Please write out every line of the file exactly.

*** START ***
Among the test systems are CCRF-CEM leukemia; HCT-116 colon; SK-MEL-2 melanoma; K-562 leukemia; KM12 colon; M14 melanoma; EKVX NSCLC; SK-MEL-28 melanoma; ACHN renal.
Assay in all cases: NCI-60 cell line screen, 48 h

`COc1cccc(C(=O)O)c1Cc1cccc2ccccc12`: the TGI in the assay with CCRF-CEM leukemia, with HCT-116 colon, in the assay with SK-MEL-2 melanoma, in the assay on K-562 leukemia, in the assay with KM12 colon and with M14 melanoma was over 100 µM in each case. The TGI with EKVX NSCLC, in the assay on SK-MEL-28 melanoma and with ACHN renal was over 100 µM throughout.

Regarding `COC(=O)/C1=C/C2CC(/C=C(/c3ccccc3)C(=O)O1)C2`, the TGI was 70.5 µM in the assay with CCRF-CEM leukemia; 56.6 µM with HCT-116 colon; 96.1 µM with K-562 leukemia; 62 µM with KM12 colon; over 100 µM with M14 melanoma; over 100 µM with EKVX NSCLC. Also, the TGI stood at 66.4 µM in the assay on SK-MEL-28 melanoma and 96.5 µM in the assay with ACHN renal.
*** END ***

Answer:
Among the test systems are CCRF-CEM leukemia; HCT-116 colon; SK-MEL-2 melanoma; K-562 leukemia; KM12 colon; M14 melanoma; EKVX NSCLC; SK-MEL-28 melanoma; ACHN renal.
Assay in all cases: NCI-60 cell line screen, 48 h

`COc1cccc(C(=O)O)c1Cc1cccc2ccccc12`: the TGI in the assay with CCRF-CEM leukemia, with HCT-116 colon, in the assay with SK-MEL-2 melanoma, in the assay on K-562 leukemia, in the assay with KM12 colon and with M14 melanoma was over 100 µM in each case. The TGI with EKVX NSCLC, in the assay on SK-MEL-28 melanoma and with ACHN renal was over 100 µM throughout.

Regarding `COC(=O)/C1=C/C2CC(/C=C(/c3ccccc3)C(=O)O1)C2`, the TGI was 70.5 µM in the assay with CCRF-CEM leukemia; 56.6 µM with HCT-116 colon; 96.1 µM with K-562 leukemia; 62 µM with KM12 colon; over 100 µM with M14 melanoma; over 100 µM with EKVX NSCLC. Also, the TGI stood at 66.4 µM in the assay on SK-MEL-28 melanoma and 96.5 µM in the assay with ACHN renal.